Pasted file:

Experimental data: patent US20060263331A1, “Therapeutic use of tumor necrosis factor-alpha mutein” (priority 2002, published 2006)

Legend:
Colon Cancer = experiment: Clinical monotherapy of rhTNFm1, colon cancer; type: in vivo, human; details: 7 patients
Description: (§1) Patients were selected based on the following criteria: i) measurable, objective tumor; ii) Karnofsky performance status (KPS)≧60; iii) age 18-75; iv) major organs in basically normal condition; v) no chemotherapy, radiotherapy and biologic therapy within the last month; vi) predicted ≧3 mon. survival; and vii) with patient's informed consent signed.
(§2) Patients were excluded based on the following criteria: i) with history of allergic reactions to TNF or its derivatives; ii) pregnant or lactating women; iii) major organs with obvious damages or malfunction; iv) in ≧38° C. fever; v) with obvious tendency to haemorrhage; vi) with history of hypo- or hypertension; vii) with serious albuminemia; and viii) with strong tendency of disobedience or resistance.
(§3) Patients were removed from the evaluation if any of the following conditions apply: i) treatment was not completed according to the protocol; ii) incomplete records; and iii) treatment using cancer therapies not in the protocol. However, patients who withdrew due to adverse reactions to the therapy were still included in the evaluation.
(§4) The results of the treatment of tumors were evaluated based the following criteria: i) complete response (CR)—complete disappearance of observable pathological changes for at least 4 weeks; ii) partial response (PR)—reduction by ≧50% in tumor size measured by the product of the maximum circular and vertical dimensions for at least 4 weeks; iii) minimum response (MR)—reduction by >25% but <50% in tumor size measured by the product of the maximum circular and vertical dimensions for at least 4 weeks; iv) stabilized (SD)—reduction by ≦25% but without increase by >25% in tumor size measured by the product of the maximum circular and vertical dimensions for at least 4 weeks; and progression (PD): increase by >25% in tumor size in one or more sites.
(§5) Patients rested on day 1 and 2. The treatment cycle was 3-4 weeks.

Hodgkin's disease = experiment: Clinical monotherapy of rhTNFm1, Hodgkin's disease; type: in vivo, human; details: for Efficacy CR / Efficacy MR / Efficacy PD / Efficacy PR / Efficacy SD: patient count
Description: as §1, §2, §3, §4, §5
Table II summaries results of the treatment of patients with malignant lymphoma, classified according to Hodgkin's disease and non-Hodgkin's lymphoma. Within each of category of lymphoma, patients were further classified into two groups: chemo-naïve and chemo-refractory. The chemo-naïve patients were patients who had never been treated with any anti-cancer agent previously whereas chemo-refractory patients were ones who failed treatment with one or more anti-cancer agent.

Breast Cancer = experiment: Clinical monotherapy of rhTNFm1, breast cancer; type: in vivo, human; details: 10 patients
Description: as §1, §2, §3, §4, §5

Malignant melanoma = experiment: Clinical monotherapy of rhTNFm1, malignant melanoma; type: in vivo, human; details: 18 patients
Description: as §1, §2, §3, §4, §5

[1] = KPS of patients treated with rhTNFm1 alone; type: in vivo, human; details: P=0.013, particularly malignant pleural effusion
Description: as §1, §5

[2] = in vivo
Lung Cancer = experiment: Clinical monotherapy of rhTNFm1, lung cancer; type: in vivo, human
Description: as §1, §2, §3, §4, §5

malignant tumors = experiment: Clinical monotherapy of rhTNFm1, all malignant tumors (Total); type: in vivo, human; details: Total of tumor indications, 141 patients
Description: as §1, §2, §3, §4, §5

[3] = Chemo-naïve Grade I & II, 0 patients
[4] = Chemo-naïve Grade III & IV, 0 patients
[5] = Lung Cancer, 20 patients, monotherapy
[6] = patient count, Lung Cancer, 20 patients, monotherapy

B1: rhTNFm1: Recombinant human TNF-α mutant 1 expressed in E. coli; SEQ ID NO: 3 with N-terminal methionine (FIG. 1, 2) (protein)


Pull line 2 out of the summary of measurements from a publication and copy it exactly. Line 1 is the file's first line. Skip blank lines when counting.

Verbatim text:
Legend: